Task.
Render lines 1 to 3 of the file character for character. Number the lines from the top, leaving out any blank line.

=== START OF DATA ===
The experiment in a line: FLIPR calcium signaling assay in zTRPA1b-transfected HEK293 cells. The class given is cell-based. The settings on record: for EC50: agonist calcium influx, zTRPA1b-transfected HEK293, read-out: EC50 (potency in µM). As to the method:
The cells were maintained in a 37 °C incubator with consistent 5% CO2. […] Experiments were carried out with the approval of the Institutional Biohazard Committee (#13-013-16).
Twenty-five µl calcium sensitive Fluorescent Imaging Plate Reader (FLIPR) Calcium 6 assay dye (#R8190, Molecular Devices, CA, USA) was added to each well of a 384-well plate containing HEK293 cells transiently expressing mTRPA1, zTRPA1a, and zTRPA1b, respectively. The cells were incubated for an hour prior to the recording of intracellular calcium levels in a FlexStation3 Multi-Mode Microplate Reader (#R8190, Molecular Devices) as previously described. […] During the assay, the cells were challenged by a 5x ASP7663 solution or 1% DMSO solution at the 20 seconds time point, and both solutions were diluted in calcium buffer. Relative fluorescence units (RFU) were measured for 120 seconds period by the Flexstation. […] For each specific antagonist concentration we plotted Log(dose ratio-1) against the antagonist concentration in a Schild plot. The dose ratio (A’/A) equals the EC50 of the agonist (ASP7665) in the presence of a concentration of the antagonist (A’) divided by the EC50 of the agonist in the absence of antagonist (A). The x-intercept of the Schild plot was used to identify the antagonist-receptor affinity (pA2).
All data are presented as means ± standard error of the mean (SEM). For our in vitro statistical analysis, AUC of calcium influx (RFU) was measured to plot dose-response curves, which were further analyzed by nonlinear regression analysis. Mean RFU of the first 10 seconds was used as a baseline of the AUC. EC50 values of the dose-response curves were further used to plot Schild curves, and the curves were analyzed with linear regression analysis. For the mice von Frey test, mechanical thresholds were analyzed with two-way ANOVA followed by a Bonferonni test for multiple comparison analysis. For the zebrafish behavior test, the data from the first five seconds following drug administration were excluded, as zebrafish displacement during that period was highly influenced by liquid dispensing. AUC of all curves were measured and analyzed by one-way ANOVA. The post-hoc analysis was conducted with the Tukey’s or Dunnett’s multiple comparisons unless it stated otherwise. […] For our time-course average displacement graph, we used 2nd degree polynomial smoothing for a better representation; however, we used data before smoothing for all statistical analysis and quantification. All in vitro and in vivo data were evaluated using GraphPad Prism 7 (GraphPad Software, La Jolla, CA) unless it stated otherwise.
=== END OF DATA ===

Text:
The experiment in a line: FLIPR calcium signaling assay in zTRPA1b-transfected HEK293 cells. The class given is cell-based. The settings on record: for EC50: agonist calcium influx, zTRPA1b-transfected HEK293, read-out: EC50 (potency in µM). As to the method:
The cells were maintained in a 37 °C incubator with consistent 5% CO2. […] Experiments were carried out with the approval of the Institutional Biohazard Committee (#13-013-16).
Twenty-five µl calcium sensitive Fluorescent Imaging Plate Reader (FLIPR) Calcium 6 assay dye (#R8190, Molecular Devices, CA, USA) was added to each well of a 384-well plate containing HEK293 cells transiently expressing mTRPA1, zTRPA1a, and zTRPA1b, respectively. The cells were incubated for an hour prior to the recording of intracellular calcium levels in a FlexStation3 Multi-Mode Microplate Reader (#R8190, Molecular Devices) as previously described. […] During the assay, the cells were challenged by a 5x ASP7663 solution or 1% DMSO solution at the 20 seconds time point, and both solutions were diluted in calcium buffer. Relative fluorescence units (RFU) were measured for 120 seconds period by the Flexstation. […] For each specific antagonist concentration we plotted Log(dose ratio-1) against the antagonist concentration in a Schild plot. The dose ratio (A’/A) equals the EC50 of the agonist (ASP7665) in the presence of a concentration of the antagonist (A’) divided by the EC50 of the agonist in the absence of antagonist (A). The x-intercept of the Schild plot was used to identify the antagonist-receptor affinity (pA2).